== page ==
Written March 2002 for Owen’s online newsletter….. the website this was originally published on has gone defunct, and I didn’t want to lose it. So, here it is.
The Academy made history the other night when African American actress Halle Berry was given the award for Best Performance by an Actress in a Leading Role at the annual Academy Awards in Southern California.
Further history was made when Denzel Washington clenched the title of Best Actor, beating out Australian Russell Crowe, star of Best Picture A Beautiful Mind.
Similarly, the night’s MC was Whoopi Goldberg, while Sidney Poitier received an Honorary Award “for his extraordinary performances and unique presence on the screen, and for representing the motion picture industry with dignity, style and intelligence throughout the world.”
As a matter of fact, the recipient of the Jean Hersholt Humanitarian Award, Arthur Hiller, was awarded for his perpetuation of diversity and equality in color, race, and religion in the industry. It’s no wonder Whoopi made mentions of how the doors are opening for minorities and people of color in the film industry. However, I have to ask – where is the yellow?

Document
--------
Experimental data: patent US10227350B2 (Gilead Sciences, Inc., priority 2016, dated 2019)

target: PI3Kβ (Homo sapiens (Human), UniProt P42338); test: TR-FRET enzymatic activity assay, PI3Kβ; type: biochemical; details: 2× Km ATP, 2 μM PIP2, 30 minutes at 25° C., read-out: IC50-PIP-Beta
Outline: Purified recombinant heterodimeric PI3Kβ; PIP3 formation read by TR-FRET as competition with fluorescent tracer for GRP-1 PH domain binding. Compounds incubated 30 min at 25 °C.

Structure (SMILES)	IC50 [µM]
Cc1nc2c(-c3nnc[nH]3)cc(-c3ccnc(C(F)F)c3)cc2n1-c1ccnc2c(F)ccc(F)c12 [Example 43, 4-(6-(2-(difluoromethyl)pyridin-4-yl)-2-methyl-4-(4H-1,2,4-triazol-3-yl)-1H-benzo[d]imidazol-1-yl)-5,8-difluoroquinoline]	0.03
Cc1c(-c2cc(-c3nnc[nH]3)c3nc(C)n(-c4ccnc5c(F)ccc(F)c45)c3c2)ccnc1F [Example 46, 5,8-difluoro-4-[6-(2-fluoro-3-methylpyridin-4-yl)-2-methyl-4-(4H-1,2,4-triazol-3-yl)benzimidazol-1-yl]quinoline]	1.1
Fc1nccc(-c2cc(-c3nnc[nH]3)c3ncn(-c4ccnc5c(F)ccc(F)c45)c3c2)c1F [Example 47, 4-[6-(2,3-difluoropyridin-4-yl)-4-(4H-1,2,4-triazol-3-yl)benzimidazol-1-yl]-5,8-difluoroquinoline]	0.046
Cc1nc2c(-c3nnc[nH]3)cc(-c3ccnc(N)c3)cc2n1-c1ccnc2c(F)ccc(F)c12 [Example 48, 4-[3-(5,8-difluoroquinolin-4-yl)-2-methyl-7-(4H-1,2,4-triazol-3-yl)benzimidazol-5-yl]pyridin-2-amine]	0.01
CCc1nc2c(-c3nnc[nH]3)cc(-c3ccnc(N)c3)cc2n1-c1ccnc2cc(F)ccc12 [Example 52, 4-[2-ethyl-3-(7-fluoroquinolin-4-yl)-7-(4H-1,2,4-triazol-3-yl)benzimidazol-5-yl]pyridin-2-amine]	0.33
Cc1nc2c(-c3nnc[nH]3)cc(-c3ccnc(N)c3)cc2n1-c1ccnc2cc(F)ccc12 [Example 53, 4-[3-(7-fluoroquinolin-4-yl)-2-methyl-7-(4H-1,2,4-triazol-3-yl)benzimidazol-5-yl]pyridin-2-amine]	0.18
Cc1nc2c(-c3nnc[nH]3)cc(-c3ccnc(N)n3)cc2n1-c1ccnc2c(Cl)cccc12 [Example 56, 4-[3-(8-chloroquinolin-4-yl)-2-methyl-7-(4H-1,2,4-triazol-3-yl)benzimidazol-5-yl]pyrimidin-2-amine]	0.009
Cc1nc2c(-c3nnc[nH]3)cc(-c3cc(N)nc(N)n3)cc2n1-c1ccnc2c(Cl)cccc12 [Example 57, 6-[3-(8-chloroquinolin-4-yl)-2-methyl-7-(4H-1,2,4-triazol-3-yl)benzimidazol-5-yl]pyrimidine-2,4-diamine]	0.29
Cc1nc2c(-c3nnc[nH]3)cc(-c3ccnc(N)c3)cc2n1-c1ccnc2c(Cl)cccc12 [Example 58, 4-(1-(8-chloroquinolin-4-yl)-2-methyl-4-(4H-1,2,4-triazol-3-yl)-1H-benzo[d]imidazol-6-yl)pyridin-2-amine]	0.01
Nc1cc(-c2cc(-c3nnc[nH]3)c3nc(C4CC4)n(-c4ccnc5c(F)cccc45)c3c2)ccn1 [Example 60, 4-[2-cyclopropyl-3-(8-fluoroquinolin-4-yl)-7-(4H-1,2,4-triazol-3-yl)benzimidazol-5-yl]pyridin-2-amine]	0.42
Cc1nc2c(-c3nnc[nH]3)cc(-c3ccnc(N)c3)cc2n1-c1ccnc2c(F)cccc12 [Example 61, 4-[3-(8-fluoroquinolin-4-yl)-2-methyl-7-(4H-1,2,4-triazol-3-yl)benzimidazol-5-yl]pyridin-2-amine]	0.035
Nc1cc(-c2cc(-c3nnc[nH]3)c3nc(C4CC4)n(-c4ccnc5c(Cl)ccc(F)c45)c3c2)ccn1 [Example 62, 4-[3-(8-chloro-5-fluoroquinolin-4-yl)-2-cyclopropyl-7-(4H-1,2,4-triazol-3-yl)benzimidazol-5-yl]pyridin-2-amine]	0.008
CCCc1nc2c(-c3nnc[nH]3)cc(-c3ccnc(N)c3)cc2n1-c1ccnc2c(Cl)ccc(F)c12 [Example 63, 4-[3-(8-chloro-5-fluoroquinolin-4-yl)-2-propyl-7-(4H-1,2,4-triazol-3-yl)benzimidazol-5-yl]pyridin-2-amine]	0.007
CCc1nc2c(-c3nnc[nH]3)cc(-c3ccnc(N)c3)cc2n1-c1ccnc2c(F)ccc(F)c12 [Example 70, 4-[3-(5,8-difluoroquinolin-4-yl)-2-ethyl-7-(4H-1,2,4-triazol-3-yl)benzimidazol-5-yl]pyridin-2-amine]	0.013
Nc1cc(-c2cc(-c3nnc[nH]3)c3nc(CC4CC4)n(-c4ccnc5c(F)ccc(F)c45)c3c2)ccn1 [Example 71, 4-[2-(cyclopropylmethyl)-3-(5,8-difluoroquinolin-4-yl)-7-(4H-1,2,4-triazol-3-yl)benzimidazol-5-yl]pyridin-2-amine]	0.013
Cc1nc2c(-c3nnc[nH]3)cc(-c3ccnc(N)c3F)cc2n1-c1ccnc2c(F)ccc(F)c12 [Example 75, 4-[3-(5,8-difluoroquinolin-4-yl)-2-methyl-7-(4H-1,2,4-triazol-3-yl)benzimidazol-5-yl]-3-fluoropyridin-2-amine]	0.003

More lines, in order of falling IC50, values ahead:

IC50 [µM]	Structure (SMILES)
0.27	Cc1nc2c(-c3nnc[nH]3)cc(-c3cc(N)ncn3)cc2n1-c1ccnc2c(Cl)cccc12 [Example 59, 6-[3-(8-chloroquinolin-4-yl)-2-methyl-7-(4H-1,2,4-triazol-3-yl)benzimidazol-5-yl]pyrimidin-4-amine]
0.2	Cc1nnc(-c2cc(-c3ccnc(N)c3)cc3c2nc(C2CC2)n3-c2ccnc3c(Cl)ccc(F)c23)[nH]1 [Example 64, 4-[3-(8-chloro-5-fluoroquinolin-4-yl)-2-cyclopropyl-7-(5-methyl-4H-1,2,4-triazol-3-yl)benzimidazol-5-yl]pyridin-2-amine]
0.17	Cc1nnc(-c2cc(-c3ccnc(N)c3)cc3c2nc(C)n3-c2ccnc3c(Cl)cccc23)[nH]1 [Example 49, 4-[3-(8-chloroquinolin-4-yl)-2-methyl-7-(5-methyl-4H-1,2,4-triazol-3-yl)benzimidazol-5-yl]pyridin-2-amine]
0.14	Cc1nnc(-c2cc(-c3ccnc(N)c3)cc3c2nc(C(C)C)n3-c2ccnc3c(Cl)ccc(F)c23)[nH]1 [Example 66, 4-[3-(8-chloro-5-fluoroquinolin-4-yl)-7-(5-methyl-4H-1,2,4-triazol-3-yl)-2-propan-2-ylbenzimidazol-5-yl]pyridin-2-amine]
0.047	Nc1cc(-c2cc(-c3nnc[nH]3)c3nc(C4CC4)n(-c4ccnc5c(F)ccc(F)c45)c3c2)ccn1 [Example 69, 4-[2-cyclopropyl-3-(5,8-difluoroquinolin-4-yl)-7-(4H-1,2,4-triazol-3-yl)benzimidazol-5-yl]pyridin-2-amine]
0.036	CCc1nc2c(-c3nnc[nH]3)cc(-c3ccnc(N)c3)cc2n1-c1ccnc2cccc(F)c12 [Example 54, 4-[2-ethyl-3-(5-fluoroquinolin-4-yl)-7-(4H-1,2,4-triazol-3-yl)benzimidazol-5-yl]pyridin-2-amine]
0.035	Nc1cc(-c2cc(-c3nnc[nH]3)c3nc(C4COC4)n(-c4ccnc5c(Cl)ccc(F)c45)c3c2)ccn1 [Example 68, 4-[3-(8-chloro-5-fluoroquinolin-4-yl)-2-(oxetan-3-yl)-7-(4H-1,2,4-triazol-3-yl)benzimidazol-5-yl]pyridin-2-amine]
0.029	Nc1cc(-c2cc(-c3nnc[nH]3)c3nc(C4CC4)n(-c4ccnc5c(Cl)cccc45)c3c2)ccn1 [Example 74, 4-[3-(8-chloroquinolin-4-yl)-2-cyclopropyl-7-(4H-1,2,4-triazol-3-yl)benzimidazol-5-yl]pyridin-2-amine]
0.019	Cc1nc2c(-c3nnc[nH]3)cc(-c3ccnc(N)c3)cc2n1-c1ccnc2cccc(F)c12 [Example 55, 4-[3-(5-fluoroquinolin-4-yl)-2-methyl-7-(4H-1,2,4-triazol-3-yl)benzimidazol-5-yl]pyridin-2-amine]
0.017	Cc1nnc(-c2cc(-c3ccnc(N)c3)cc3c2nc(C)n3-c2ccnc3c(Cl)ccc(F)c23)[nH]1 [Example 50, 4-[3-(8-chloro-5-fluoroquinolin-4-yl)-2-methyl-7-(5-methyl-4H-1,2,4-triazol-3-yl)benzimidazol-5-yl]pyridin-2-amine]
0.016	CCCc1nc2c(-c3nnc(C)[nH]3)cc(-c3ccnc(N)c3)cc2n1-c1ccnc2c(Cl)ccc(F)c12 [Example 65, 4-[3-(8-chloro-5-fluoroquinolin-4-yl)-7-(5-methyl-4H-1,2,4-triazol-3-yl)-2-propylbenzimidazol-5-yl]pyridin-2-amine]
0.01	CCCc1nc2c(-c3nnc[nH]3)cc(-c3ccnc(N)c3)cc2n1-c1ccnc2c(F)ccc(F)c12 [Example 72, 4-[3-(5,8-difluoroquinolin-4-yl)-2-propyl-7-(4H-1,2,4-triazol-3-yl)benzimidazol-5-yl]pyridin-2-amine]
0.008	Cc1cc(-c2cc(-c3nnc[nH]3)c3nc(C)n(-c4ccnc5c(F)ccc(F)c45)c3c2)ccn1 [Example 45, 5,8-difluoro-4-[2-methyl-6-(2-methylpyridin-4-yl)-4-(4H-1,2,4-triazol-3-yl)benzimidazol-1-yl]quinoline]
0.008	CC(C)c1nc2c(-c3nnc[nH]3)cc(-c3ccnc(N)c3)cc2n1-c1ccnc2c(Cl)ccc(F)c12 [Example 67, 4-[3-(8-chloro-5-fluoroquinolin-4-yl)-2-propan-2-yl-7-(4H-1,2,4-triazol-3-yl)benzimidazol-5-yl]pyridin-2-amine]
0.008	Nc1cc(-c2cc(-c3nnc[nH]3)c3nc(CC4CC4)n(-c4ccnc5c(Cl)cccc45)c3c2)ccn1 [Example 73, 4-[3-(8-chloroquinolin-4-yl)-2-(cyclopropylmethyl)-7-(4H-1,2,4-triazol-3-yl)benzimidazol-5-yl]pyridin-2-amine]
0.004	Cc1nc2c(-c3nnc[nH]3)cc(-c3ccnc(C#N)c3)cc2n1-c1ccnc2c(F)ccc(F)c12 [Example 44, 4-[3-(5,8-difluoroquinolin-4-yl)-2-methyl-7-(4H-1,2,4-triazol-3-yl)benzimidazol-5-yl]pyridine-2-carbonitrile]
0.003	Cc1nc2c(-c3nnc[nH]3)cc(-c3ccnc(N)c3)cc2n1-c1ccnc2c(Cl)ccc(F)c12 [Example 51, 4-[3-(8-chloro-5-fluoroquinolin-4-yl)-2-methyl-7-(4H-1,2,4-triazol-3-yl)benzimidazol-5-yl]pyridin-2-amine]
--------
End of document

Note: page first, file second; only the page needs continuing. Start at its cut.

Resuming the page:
Sure, the success of the African American community is encouraging to the Asian Americans in the industry, but the fact still stands that Asian Americans, till this day, have still not been able to walk through this opening door. Asian Americans, especially at this last Oscars, are virtually invisible in Hollywood, and when they are, they are usually portrayed in a very stereotypical way. Very rarely, if ever, has an Asian American, especially Asian American men, been placed in a leading role in a movie that has nothing to do with Asian or Asian America.
However, there is hope, especially in the area of television.
Asian American actors like Garrett Wang and Lucy Liu have started to play parts that do not perpetuate Asian American stereotypes, speaking in perfect American English. Furthermore, Better Luck Tomorrow, a film by Justin Lin slated to open in mainstream theatres, portrays Asian American high school students in a different light than has been previously seen. This is a movie that is almost fully Asian American – Asian American cast, director, storyline…no more accents, no more Model Minority Myth, no more stereotypes, hopefully. Then hopefully, sometime in the near future, we will be able to see an Asian or Asian American actor or actress at the Oscars receiving an award for Best Performance.
And, if we’re lucky, Margaret Cho will undertake the daunting task of hosting the Academy Awards as well. Wouldn’t that be something?